The words “society,” “socialized,” and “social” are problematic for what I’m trying to bring to your attention, because most people understand them as referring to things people do together, without differentiating between, for example, sharing an elevator in a tall building and singing together with a group of people, and in the latter example, between singing with others in a high school music class, or around a campfire, or at a demonstration. Social, to most people, simply means things we do together, as opposed to individual. But a collection of individuals in a place and time (and sometimes neither, i.e. social media), can be simply a collection of separate beings, or it can be something more: an experience which leaves all involved transformed for the better. Consider a group of people gathered inside a mass transit bus, and a group of people gathered around a volleyball net. Both are social events, but one makes everyone involved feel like garbage and resent the people around them, whereas the other makes everyone involved feel invigorated and connected to everyone else. For what I’m trying to describe here, the two kinds of group activity have to be carefully differentiated: there is no separate word for the kind of “social” that I am concerned with here, the kind that strengthens bonds between the participants, but this is the one we need to pay attention to. I am proposing that “society,” “culture,” and such words, describe the transformative experience of people coming together in a place and a time for a common purpose, and not the results and the record of such comings together, which may be better termed “material culture” and its accoutrements.

I realize this definition leaves much to be desired, but I am hoping I can be understood anyway, and maybe helped in this project, for which I am surely woefully inadequately equipped. If I’d seen it tackled by anyone else, I would, I promise you, have the sense to bark up the right trees only. But, the ongoing end of human society seems to be well off everyone’s radar, even though everyone senses that something is very wrong. I attribute it, mostly, to a lack of a vantage point from which the whole trajectory of society can be observed.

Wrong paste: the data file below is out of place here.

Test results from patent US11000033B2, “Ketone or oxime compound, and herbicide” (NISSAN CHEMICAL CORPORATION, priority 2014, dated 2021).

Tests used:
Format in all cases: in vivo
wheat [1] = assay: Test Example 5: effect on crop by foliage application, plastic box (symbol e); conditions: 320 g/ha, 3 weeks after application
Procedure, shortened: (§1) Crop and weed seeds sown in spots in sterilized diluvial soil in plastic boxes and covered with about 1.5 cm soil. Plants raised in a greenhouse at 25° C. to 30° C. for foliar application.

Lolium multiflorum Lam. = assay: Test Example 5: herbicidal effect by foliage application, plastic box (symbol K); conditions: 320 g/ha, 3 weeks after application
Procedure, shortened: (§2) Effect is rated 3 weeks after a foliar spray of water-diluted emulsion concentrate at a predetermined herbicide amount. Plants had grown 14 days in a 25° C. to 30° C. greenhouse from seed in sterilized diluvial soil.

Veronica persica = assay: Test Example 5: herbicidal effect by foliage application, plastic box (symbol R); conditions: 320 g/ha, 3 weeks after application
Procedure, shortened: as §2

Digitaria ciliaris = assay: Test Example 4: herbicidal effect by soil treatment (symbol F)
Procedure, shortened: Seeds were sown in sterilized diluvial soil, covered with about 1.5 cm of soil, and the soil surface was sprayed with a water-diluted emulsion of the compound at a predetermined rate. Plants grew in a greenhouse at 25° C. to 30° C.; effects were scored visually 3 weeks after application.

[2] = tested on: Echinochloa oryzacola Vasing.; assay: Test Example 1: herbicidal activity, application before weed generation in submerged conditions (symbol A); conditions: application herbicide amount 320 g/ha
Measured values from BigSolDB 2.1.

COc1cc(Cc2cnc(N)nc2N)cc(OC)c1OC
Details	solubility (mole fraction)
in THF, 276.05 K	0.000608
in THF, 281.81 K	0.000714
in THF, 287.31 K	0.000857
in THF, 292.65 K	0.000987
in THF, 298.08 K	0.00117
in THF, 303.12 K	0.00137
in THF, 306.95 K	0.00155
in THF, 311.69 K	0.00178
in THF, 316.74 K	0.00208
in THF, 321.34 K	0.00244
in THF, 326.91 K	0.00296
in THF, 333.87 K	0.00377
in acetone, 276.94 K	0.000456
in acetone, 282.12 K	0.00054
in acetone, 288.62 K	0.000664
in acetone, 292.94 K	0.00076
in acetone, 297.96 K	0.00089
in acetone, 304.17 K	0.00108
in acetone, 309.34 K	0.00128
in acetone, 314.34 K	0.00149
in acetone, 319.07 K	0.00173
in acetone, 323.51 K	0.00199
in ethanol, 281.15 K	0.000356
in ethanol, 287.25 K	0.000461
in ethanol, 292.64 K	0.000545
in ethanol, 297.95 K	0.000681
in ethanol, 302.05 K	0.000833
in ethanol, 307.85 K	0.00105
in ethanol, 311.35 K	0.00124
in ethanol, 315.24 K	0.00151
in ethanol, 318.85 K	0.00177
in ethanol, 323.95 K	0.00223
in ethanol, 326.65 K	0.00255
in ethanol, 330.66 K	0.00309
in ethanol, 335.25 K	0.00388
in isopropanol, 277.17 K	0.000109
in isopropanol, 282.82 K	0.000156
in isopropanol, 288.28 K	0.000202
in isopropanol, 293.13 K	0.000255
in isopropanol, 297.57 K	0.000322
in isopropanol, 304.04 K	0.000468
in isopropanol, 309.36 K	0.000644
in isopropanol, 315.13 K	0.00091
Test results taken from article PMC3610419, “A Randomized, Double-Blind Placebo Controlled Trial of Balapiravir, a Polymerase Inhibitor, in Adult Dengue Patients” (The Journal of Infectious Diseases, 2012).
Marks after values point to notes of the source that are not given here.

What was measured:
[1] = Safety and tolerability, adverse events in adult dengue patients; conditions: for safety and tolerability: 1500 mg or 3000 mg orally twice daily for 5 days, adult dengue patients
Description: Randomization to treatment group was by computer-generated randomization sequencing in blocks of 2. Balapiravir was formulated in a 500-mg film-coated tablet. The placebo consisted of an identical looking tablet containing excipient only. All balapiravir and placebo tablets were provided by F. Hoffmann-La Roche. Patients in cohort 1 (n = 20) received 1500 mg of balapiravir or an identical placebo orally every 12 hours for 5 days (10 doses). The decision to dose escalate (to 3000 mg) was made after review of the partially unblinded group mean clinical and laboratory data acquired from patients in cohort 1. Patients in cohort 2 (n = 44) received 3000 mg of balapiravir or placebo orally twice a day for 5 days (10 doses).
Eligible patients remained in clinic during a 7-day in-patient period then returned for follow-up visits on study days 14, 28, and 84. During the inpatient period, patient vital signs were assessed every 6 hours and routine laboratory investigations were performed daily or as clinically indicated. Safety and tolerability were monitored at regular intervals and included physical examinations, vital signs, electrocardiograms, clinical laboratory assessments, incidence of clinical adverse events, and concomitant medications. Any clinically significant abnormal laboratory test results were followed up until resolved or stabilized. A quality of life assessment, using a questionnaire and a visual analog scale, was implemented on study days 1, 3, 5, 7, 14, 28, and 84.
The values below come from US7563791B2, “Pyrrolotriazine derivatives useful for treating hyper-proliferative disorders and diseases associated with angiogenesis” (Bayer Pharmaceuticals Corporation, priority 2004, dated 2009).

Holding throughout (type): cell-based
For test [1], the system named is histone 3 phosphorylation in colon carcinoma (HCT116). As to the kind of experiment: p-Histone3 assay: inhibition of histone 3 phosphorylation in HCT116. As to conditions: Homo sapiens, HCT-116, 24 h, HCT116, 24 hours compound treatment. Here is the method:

I wouldn’t have become aware of this alarming development if I hadn’t had the experience of being born in the Soviet Union, and the privileged position being an immigrant affords to someone observing people and their ways. Obviously, the subject of differences between ethnic groups has remained a favorite from the day the first Neanderthal met the first Homo Sapiens, but I’ve recently begun to think that I may be observing something more profound than variations in ethnic color, namely, the struggle of some people to hold on to a socialized existence, and of others to deal with an existence lacking in socialization altogether.

Everyone knows that people in other parts of the world are profoundly different from Americans. When describing the difference we see in these others, we use words like, “hospitable,” “quaint,” “warm,” etc. We lack the words to describe these differences because we mostly lack the concepts for them. What we see as local color, that quaint hospitality some people in remote places across the world show us, is what people living in properly socialized environments are like. I think it’s funny that we see such people as dupes or quaint at best, and fail to see all the things which allow them to be generous, hospitable, and warm, things we lack: extended families to teach us when young, support and help us when we need it, and learn from us in turn when we’re old; a stable home rooted in a specific place to discover, love, and protect; a simple life free of the anxiety of media phantoms parading all the things we supposedly lack before us all day; a simple life dedicated to real pleasures and real goals, where you can actually be whatever you want to be, certain of the support of your loved ones, instead of having unattainable, sociopathic goals. These things comprise the social dimension of life. When we think of society, we usually think instead of the infrastructure our civilization has built to keep itself going, the different classes of people, the professions, the stories we tell ourselves about who we are, etc. All those things are relevant, to be sure, but they aren’t what makes humans properly socialized, and in fact, often serve to distract us from the fact that we’re alone, miserable and confused.